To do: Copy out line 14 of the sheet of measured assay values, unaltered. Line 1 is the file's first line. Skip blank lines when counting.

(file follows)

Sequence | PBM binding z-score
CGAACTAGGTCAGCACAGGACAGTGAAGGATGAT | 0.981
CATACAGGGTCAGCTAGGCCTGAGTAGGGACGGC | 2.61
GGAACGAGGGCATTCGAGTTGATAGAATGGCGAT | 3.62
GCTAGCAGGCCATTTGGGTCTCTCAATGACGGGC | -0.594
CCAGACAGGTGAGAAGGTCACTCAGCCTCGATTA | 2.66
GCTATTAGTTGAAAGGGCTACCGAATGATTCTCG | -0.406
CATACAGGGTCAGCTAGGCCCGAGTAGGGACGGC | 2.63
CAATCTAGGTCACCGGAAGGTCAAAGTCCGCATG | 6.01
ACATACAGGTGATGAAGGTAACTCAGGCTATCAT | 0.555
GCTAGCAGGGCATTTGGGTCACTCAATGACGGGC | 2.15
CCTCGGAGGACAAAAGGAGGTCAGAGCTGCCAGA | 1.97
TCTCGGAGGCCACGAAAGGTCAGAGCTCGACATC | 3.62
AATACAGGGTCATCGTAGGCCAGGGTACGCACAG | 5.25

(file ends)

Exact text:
AATACAGGGTCATCGTAGGCCAGGGTACGCACAG | 5.25